Pregnancy: Health Risks for Moms
ORLANDO, Fla. (Ivanhoe Newswire) -- Ten million babies are born a year; 300,000 right here in the U.S. That's 300,000 new moms who not only need to watch their newborns health, but also their own. What happens during pregnancy could affect them for the rest of their lives.
Swapna Reddy just minutes away from giving birth.
"I'm extremely tired of being pregnant," she told Ivanhoe. "I'm tired of being this big."
But what new moms-to-be may not be ready for are problems after pregnancy. In a Danish study of 780,000 woman, expecting moms who had high blood pressure problems were four to six times more likely to develop hypertension post-baby. High blood sugar during pregnancy can also be a warning. A Canadian study of 75,000 women found those who had even minor abnormalities on glucose tests during pregnancy were 2.5 times more likely to develop diabetes later.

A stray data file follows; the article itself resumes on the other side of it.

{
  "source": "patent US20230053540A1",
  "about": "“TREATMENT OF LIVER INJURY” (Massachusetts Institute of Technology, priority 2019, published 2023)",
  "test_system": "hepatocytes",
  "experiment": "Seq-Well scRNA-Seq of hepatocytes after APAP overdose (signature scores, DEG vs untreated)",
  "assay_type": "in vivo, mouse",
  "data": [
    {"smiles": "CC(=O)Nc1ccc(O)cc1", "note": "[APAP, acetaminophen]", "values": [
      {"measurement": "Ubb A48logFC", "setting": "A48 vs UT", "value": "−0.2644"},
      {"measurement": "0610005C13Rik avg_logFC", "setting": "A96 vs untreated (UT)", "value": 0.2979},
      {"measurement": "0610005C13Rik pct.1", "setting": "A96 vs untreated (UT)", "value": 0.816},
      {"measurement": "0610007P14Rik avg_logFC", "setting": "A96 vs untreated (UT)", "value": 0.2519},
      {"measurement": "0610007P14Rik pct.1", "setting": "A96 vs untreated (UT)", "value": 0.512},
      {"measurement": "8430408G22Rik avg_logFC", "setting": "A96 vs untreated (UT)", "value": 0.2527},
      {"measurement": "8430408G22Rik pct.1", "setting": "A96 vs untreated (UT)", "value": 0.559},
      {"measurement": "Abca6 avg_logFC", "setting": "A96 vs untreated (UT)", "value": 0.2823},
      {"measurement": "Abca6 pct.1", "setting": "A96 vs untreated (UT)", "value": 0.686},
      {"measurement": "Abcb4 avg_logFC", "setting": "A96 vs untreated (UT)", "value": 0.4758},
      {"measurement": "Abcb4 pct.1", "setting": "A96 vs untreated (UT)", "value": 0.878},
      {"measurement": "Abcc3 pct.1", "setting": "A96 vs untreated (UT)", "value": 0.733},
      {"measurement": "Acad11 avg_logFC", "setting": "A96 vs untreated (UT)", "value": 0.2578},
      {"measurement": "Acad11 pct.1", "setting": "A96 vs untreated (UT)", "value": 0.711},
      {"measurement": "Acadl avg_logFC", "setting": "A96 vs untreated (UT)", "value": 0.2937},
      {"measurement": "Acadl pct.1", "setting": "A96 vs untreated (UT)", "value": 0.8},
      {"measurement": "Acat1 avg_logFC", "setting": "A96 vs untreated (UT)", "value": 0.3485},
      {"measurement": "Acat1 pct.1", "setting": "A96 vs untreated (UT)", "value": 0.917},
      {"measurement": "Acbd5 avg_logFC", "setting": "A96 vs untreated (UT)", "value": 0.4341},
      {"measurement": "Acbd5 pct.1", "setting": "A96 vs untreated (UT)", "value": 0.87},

So as Reddy's little guy comes into the world, new moms need to not only pay attention to their baby's health, but their own as well.
Make sure your doctor knows your pregnancy history, and be careful about keeping weight down and exercise levels up.